Oromos are Ethiopia’s largest ethnic group, comprising more than 30 percent of the population.

    You May Like

    US Watching as North Korea Opens Biggest Political Meeting in Decades

    As Workers' Party Congress opens, Washington anticipating possibility of another missile launch or nuclear test as top officials gather

    Video Pop Icon Prince Quietly Helped Afghan Orphans for Years

    He sent thousands of dollars to help an aid group rebuild a training center for orphan boy and girl scouts in Kabul, but kept his involvement secret

    Britain’s Muslims See London Mayor Race as Victory

    Mere running of 45-year-old former government minister and son of Pakistani immigrants Sadiq Khan seen by many as turning point

    This forum has been closed.
    Comments
         
    There are no comments in this forum. Be first and add one

    By the Numbers

    Featured Videos

    Your JavaScript is turned off or you have an old version of Adobe's Flash Player. Get the latest Flash player.
    Donations Rescue Afghan Parents, Children From Forced Labori
    X
    May 05, 2016 6:44 PM
    A Facebook campaign organized by a VOA radio host raised 150,000 Afghan rupees to rescue a family from forced labor at a brick kiln in Nangarhar province – the result of the father’s unpaid debt. Video by a VOA reporter in Jalalabad went viral this week and triggered the Facebook campaign.
    Video

    Video Donations Rescue Afghan Parents, Children From Forced Labor

    A Facebook campaign organized by a VOA radio host raised 150,000 Afghan rupees to rescue a family from forced labor at a brick kiln in Nangarhar province – the result of the father’s unpaid debt. Video by a VOA reporter in Jalalabad went viral this week and triggered the Facebook campaign.
    Video

    Video Kurdish Troops Recount Firefight Which Killed US Navy SEAL

    A U.S. Navy SEAL killed Tuesday, when Islamic State fighters punched through Kurdish lines in northern Iraq, was part of a quick reaction force sent to extract other U.S. troops trapped by the surprise offensive. VOA's Kawa Omar spoke with Kurdish troops in the town of Telskuf -- the scene of what U.S. officials called a "dynamic firefight."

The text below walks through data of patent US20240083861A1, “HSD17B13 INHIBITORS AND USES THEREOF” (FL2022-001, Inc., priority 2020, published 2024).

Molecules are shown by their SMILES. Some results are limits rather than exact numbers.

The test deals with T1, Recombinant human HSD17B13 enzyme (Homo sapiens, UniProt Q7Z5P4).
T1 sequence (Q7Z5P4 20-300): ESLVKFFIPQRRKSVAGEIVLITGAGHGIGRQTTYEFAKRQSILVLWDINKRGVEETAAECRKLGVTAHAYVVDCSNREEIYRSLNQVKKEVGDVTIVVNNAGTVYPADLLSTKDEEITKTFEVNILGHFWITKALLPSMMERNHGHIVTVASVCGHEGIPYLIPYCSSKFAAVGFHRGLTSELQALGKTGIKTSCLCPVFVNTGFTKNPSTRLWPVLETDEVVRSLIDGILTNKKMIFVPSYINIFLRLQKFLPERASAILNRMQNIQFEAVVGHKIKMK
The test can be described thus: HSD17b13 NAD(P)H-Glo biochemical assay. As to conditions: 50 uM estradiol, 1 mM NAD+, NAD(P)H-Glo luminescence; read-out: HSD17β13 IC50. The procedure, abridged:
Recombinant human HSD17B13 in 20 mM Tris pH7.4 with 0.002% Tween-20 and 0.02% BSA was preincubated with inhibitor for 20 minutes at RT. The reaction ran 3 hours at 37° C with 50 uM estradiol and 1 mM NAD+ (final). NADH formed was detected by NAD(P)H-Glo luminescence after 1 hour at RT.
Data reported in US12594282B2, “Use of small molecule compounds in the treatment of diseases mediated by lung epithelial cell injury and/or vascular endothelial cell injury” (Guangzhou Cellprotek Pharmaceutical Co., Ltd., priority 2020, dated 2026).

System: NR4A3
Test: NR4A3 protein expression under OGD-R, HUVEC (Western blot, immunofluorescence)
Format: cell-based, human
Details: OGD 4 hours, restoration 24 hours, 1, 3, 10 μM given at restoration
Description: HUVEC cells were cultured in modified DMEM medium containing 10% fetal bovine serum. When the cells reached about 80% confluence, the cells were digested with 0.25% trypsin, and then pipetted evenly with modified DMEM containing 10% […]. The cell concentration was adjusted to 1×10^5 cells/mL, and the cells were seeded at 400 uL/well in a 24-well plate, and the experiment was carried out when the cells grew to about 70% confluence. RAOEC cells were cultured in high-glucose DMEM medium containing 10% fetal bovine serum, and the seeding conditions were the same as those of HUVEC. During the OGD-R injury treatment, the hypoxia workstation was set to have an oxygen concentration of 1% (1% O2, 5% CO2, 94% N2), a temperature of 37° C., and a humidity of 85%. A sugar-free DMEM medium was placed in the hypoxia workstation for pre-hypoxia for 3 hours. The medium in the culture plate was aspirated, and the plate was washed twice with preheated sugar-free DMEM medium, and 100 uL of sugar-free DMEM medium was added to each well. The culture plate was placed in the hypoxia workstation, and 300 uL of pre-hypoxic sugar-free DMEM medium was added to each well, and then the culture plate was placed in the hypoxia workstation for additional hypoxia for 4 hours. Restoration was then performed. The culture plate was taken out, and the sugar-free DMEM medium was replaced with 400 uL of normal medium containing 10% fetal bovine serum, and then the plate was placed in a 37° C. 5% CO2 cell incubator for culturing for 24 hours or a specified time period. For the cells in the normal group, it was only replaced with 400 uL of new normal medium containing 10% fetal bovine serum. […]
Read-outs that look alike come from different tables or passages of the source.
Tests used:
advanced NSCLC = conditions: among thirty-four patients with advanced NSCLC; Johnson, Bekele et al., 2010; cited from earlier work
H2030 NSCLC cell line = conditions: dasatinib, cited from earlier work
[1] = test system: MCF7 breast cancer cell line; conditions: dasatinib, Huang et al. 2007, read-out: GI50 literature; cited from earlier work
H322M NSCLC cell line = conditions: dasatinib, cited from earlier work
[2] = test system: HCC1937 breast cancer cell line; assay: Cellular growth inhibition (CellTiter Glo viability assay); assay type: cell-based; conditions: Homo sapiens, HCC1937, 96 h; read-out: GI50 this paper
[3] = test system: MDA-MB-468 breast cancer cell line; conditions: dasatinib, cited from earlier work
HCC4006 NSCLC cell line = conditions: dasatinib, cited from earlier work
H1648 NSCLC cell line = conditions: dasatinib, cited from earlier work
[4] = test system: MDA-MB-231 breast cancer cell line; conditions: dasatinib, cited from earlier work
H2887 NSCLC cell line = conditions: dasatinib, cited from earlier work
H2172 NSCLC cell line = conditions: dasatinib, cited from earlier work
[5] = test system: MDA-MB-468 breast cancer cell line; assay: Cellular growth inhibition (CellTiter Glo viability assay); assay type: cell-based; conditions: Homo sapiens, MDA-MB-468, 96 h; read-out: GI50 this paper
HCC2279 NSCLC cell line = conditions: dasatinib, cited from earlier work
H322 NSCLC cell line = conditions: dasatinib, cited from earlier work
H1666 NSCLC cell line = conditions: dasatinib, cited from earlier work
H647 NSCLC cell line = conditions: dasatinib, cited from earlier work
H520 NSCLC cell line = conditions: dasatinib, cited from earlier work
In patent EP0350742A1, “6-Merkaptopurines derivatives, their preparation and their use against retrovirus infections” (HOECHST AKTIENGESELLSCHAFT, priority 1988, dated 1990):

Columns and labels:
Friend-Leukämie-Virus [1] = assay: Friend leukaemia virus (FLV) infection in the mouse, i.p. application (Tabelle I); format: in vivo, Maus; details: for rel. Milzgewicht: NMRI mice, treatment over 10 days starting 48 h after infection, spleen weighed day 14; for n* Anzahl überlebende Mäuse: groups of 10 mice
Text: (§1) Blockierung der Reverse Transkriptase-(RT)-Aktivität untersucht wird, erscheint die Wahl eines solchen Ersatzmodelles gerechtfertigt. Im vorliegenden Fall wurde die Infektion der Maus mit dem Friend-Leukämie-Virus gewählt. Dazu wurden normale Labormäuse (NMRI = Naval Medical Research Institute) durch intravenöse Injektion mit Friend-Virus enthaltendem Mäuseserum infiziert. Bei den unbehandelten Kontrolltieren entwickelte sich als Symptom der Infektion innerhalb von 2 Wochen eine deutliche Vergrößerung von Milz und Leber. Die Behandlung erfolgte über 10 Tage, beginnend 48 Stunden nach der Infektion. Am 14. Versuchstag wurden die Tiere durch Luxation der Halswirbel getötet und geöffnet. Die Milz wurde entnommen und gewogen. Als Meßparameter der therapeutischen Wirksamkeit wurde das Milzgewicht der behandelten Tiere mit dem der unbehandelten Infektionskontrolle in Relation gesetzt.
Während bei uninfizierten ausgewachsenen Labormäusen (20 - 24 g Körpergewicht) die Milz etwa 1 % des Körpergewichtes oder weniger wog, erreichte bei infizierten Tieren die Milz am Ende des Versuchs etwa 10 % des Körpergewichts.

Video

    Video British Lawmakers Warn EU Exit Talks Could Last A Decade

    Leaving the European Union would mean difficult negotiations that could take years to complete, according to a bipartisan group of British lawmakers. While the group did not recommend a vote either way, the lawmakers noted trade deals between the EU and non-EU states take between four and nine years on average. Henry Ridgwell reports on the mounting debate over whether Britain should stay or exit the EU as the June vote approaches.
    Video

    Video NASA Astronauts Train for Commercial Space Flights

    Since the last Shuttle flight in 2011, the United States has been relying on Russian rockets to launch fresh crews to the International Space Station. But that may change in the next few years. NASA and several private space companies are developing advanced capsules capable of taking humans into low orbit and beyond. As VOA's George Putic reports, astronauts are already training for commercial spacecraft in flight simulators.
    Video

    Video US Worried Political Chaos in Iraq Will Hurt IS Fight